The likeness was startling when actress Melody Anderson walked...

By VERNON SCOTT UPI Hollywood Reporter

HOLLYWOOD -- The likeness was startling when actress Melody Anderson walked on the set of 'Marilyn & Bobby: Her Final Affair.'

Thanks to makeup, a platinum wig and body language, Anderson was astonishingly convincing. She was a ringer for Marilyn Monroe, a role she sought with single-minded purpose.


Anderson could hardly be more different from the most adored glamour girl Hollywood ever produced. Moreover, without camouflage she doesn't begin to resemble the sex symbol who died tragically of a drug overdose in 1962 at age 36.

A Canadian native whose career for the most part has been limited to TV series ('Manimal,' 'Battlestar Galactica'), TV films and a handful of second-rate movies, Anderson was starring in a New York soap opera when she campaigned for the Monroe part.

'Last February when this job came up I decided to take things into my own hands,' she said. 'At that time I was working in 'All My Children.' I sprayed my hair white and found the right people to do my hair and makeup. Then I located a perfect dress in wardrobe. When I was ready I did my version of Marilyn for $45 at a public midtown Manhattan studio.


'I sent the tape to the producers (Jeff Auerbach and Jerry White) and said, 'Now what do you think?'

'They had been considering Linda Kozlowski, Virginia Madsen and Beverly D'Angelo for the part.

'They called right away and wanted to see me. I asked for a two-week delay. I needed the time to wait for cheap plane fare from New York. I came out and read for them with several different actors.'

Anderson prepared for the part by reading eight Monroe biographies and watching her movies.

'Her voice quality changed on film and she behaved very differently than when she was being herself. She could turn 'Marilyn Monroe' off and on.'

The two-hour 'Marilyn and Bobby' film will be broadcast Aug. 4 (the 31st anniversary of Monroe's death) on the USA Network.

'I got more valuable stuff from documentaries than I did from her pictures,' Anderson said. 'Our story covers the last six months of her life and focuses on her alleged relationship with Robert Kennedy. It includes her firing by 20th Century Fox and the events leading up to her death.

'She charmed men because she knew what all men wanted from her. She flirted with them. Her greatest gift and greatest tragedy was being able to give the public what it wanted. But who was Marilyn when the door shut?


'I consider Marilyn a success story and I understand her insecurities. She came from nothing, groomed herself, pulled herself up and educated herelf. She created a glamorous persona. She became a world-famous movie star. She really embodied a lot of what this country's about.

'I discovered her power when I went out there as Marilyn in makeup and with false breasts. I was treated very differently. There was a lot of butt-patting and, 'Hey, babe,' and an attitude, 'go along you cute little blonde.' When I'm myself there is no such thing.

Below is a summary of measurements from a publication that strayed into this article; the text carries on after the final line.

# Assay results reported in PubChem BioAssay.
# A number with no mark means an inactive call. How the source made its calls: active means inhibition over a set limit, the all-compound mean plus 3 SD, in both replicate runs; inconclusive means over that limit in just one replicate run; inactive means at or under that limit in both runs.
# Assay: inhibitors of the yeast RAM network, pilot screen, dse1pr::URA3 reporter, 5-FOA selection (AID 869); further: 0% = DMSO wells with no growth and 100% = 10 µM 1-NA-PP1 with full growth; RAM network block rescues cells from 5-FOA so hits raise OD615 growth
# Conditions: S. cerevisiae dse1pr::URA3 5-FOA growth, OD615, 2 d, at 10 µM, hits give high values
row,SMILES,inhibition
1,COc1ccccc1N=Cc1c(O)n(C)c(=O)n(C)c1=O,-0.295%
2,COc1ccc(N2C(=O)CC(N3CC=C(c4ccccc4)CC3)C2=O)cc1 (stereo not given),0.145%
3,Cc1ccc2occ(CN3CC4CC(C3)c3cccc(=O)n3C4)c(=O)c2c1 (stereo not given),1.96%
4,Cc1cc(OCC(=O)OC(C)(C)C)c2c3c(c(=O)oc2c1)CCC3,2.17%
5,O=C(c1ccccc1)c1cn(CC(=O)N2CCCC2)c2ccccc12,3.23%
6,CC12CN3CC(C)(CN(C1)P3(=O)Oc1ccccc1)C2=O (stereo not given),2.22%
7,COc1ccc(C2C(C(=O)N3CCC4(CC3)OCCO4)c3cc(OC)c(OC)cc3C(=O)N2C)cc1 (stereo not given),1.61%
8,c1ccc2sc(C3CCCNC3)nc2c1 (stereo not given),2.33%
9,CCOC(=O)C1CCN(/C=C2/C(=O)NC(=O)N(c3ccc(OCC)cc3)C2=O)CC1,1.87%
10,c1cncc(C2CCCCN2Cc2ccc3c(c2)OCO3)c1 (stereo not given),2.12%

'How could she fight to be taken seriously when she made the personal presention that she did? Like Frankenstein, she created a monster, the typical generic blond bimbo: big boobs, platinum hair, provocative walk and high, whispery voice.'

The idea that Monroe and Robert Kennedy had a love affair often has been disputed. To many, the story seems based more on rumor and tabloid exploitation than on hard evidence.

'My research tells me Bobby and Marilyn became close,' she said. 'Could any man think of being around Marilyn is social situations, and not want to take her to bed?

'Bobby knew she was a loose cannon and mentally unstable, which is very sad. She had a history of manic depression in addition to addiction to alcohol and drugs. She was doomed.


'In the last eight months of her life she was out of a relationship with Jack Kennedy, allegedly had an abortion, lost her job in 'Something's Got to Give,' left (husband) Arthur Miller, bought a house and fought lawsuits -- enough problems to warrant a nervous breakdown.'

Anderson gives the impression she would never herself suffer the insecurites or psychological problems with which Monroe dealt.

She completed the TV film with a sense of relief.

Anderson said, 'When I was on camera, I played a woman involved in a love affair, a woman who uses her body and sex to attain her goals. They say great beauties are no different from other women, but I couldn't play her as the sexiest woman in the world because I would be creating a cardboard figure.'

Does Anderson think the actress and Kennedy were lovers?

'I don't know,' she said. 'I don't think anybody knows what really happened. Maybe we never will.'NEWLN:

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